Steve Tyrell and Friends to Join the Houston Symphony, 3/13
On Thursday, March 13, the Houston Symphony will continue its legendary centennial celebration by performing alongside one of the leading figures in the recording industry, Steve Tyrell. Under the leadership of Houston Symphony Associate Conductor Robert Franz, Tyrell and the orchestra will perform American standards like "You're So Nice to Come Home To," "The Way You Look Tonight" and "I Get a Kick Out of You," to name just a few. The Grammy Award-winning Tyrell will also invite his friends Diane Schuur, Judith Hill and Lew Soloff to the stage to share the evening with him as he sings the night away to timeless classics in this one-night only special performance.
The performance will take place at Jones Hall, 615 Louisiana St., Houston, TX 77002 on Thursday, March 13, 2014, 7:30 PM. Tickets from $29.
Steve Tyrell & Friends
Robert Franz, conductor
Steve Tyrell, vocalist
Diane Schuur, vocalist
Judith Hill, vocalist
Lew Soloff, trumpet
About Robert Franz: In his sixth season as Associate Conductor of the Houston Symphony, Robert Franz has led the Symphony in a broad range of creative educational and family concerts. Highlights for the 2013 - 14 Season include a performance at the annual awards of the Anti-Defamation League and a side-by-side concert of Tchaikovsky's 6th Symphony with the Houston Youth Symphony, which will result in a total of 150 musicians on stage. Last summer, Franz conducted the orchestra's 100th Birthday Concert.
Franz is also the Music Director of the Boise Philharmonic, the Fairbanks Summer Arts festival Opera and Orchestra and the Windsor Symphony in Ontario, Canada. He continues to serve as Music Director Emeritus of the Carolina Chamber Symphony, an orchestra that he founded, and provides educational programming workshops at the National Symphony Orchestra during the summer.
Under his direction, both the Buffalo Philharmonic Orchestra (2008) and the Louisville Orchestra (2001) were awarded ASCAP's Leonard Bernstein Award for Educational Programming. The Louisville Orchestra's award led to the creation of an educational program for Kentucky Educational Television entitled Creating Music and Stories. Winner of the 2008 BPO/ECMA Music Educators Award for Excellence, Franz has created arts education programs for the Carolina Chamber Symphony, Buffalo Philharmonic, Louisville Orchestra, West End Chamber Ensemble and the Winston-Salem Piedmont Triad Symphony, including that organization's innovative Bolton Research Project. Franz has also authored his first children's book with CD, Stella's Magical Musical Tour of America.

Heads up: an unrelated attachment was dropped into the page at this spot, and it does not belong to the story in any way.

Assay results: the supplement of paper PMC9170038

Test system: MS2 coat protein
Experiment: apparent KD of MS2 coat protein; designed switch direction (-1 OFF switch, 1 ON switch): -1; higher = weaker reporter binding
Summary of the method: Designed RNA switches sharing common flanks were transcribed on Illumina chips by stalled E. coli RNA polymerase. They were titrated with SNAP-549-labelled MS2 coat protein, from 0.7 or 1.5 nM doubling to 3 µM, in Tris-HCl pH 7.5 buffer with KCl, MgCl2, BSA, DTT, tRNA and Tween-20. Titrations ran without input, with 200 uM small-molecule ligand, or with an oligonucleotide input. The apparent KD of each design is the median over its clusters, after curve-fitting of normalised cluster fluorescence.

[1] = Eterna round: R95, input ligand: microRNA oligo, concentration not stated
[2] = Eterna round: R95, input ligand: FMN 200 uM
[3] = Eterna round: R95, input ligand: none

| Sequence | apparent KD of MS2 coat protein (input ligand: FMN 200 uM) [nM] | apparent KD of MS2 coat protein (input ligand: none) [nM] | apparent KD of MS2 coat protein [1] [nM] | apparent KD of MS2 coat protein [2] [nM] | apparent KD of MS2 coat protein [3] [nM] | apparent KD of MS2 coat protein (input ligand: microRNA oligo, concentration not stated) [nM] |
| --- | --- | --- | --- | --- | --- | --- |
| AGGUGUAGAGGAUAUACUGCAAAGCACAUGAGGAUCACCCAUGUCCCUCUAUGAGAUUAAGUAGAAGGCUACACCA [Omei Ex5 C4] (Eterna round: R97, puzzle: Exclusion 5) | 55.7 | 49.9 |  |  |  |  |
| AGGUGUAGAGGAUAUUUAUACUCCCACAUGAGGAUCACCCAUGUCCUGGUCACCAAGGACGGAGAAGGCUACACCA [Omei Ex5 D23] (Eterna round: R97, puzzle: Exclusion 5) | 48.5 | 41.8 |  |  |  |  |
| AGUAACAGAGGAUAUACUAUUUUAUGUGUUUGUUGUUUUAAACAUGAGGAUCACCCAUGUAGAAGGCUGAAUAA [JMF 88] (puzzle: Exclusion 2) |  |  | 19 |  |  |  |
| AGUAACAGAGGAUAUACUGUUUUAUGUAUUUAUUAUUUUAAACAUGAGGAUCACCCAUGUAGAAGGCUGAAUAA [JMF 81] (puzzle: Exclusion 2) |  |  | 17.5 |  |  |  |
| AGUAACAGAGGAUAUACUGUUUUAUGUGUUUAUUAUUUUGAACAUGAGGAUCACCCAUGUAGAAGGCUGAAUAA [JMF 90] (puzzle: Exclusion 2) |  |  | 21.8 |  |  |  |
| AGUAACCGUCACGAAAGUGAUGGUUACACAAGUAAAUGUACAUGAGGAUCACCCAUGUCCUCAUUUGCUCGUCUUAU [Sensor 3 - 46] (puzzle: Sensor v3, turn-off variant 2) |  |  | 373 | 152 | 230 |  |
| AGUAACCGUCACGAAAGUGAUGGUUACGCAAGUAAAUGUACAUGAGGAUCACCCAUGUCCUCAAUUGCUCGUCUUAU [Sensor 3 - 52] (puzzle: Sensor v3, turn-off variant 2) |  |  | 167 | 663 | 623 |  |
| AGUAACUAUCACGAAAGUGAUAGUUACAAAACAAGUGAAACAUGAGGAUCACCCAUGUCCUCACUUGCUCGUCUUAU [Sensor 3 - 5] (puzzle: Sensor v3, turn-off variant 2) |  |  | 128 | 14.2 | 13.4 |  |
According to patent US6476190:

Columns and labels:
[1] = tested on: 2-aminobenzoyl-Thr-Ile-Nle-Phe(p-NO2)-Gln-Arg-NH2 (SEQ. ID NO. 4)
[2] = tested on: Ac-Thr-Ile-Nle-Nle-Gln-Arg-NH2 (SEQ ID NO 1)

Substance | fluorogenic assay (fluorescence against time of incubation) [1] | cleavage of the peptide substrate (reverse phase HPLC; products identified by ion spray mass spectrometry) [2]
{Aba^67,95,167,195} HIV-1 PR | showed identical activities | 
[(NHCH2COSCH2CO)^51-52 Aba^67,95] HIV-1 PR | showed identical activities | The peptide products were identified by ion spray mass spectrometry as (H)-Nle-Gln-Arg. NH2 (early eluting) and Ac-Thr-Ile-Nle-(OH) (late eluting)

Franz received his Bachelor of Music degree in oboe performance in 1990 from the North Carolina School of the Arts, and his Master of Music degree in conducting in 1992 from the same institution.
After breakthrough performances in Father of the Bride and Father of the Bride II, Steve Tyrell re-popularized classic pop standards for a modern audience. His hits "The Way You Look Tonight," "The Simple Life," "Crush On You" and "The Sunny Side of The Street," have launched thousands of weddings.
He enjoys sold out shows and raves from around the world. At the request of the Sinatra family, he was the featured performer with the Hollywood Bowl Orchestra when Frank Sinatra was inducted into the Hollywood Bowl Hall of Fame and reprised that performance at Carnegie Hall.
All nine of his American Standards albums have achieved top 10 on Billboard's Jazz charts. Tyrell has received a daytime Emmy Award, three Ace Award Nominations, American Society of Young Musician's All That Jazz Award (2004), The Wellness Community Human Spirit Award (2004), Society of Singers Lifetime Achievement Award (2006), and Los Angeles Jazz Society's Jazz Vocalist of the Year (2008). His music for the Children's special, Cartoon All Stars to the Rescue, received special Emmy recognition.
About Diane Schuur: Regarded as one of contemporary jazz's leading vocalists, Diane Schuur has built a stellar career by embracing not only the jazz of her parent's generation, but the pop music of her own youth during the late 1950s and '60s. As electric as she is brilliant, Schuur taught herself piano by ear and developed a rich, resonant vocal style.